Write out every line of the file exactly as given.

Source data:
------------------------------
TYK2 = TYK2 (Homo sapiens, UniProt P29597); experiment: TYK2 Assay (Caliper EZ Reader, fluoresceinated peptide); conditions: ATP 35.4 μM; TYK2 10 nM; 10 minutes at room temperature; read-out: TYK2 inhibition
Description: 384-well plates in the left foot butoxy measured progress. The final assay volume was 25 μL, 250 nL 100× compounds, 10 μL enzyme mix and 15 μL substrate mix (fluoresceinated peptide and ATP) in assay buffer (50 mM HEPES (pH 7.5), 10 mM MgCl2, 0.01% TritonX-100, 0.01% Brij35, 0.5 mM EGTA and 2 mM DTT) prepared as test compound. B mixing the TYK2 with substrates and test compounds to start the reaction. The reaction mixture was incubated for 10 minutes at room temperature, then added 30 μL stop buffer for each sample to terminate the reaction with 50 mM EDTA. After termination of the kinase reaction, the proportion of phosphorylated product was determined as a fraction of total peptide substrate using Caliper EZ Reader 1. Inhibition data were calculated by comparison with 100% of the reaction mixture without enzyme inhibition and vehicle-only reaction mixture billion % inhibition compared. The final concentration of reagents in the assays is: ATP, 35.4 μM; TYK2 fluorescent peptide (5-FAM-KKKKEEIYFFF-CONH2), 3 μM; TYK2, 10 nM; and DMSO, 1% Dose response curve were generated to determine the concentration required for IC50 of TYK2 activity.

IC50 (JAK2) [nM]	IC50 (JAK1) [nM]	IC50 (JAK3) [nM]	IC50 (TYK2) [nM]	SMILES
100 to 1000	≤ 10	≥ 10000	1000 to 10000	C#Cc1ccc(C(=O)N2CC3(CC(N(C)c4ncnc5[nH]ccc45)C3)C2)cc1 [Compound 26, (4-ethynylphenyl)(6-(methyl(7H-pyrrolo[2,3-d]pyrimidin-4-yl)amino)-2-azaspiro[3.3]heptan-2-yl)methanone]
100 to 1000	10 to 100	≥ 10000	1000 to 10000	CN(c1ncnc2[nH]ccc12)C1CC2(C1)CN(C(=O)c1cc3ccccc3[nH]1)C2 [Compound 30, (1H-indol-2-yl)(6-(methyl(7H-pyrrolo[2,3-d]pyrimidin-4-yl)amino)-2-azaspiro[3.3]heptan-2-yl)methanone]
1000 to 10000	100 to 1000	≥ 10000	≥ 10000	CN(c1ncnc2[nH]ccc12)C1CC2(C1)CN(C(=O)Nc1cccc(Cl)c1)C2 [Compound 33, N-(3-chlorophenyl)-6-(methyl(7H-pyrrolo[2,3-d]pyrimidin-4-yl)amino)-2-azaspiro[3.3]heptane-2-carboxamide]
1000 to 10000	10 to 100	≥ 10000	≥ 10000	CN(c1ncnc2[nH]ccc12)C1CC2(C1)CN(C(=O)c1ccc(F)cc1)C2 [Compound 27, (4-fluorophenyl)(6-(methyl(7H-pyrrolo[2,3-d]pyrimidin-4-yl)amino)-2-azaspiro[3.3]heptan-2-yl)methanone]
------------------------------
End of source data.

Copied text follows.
TYK2 = TYK2 (Homo sapiens, UniProt P29597); experiment: TYK2 Assay (Caliper EZ Reader, fluoresceinated peptide); conditions: ATP 35.4 μM; TYK2 10 nM; 10 minutes at room temperature; read-out: TYK2 inhibition
Description: 384-well plates in the left foot butoxy measured progress. The final assay volume was 25 μL, 250 nL 100× compounds, 10 μL enzyme mix and 15 μL substrate mix (fluoresceinated peptide and ATP) in assay buffer (50 mM HEPES (pH 7.5), 10 mM MgCl2, 0.01% TritonX-100, 0.01% Brij35, 0.5 mM EGTA and 2 mM DTT) prepared as test compound. B mixing the TYK2 with substrates and test compounds to start the reaction. The reaction mixture was incubated for 10 minutes at room temperature, then added 30 μL stop buffer for each sample to terminate the reaction with 50 mM EDTA. After termination of the kinase reaction, the proportion of phosphorylated product was determined as a fraction of total peptide substrate using Caliper EZ Reader 1. Inhibition data were calculated by comparison with 100% of the reaction mixture without enzyme inhibition and vehicle-only reaction mixture billion % inhibition compared. The final concentration of reagents in the assays is: ATP, 35.4 μM; TYK2 fluorescent peptide (5-FAM-KKKKEEIYFFF-CONH2), 3 μM; TYK2, 10 nM; and DMSO, 1% Dose response curve were generated to determine the concentration required for IC50 of TYK2 activity.

IC50 (JAK2) [nM]	IC50 (JAK1) [nM]	IC50 (JAK3) [nM]	IC50 (TYK2) [nM]	SMILES
100 to 1000	≤ 10	≥ 10000	1000 to 10000	C#Cc1ccc(C(=O)N2CC3(CC(N(C)c4ncnc5[nH]ccc45)C3)C2)cc1 [Compound 26, (4-ethynylphenyl)(6-(methyl(7H-pyrrolo[2,3-d]pyrimidin-4-yl)amino)-2-azaspiro[3.3]heptan-2-yl)methanone]
100 to 1000	10 to 100	≥ 10000	1000 to 10000	CN(c1ncnc2[nH]ccc12)C1CC2(C1)CN(C(=O)c1cc3ccccc3[nH]1)C2 [Compound 30, (1H-indol-2-yl)(6-(methyl(7H-pyrrolo[2,3-d]pyrimidin-4-yl)amino)-2-azaspiro[3.3]heptan-2-yl)methanone]
1000 to 10000	100 to 1000	≥ 10000	≥ 10000	CN(c1ncnc2[nH]ccc12)C1CC2(C1)CN(C(=O)Nc1cccc(Cl)c1)C2 [Compound 33, N-(3-chlorophenyl)-6-(methyl(7H-pyrrolo[2,3-d]pyrimidin-4-yl)amino)-2-azaspiro[3.3]heptane-2-carboxamide]
1000 to 10000	10 to 100	≥ 10000	≥ 10000	CN(c1ncnc2[nH]ccc12)C1CC2(C1)CN(C(=O)c1ccc(F)cc1)C2 [Compound 27, (4-fluorophenyl)(6-(methyl(7H-pyrrolo[2,3-d]pyrimidin-4-yl)amino)-2-azaspiro[3.3]heptan-2-yl)methanone]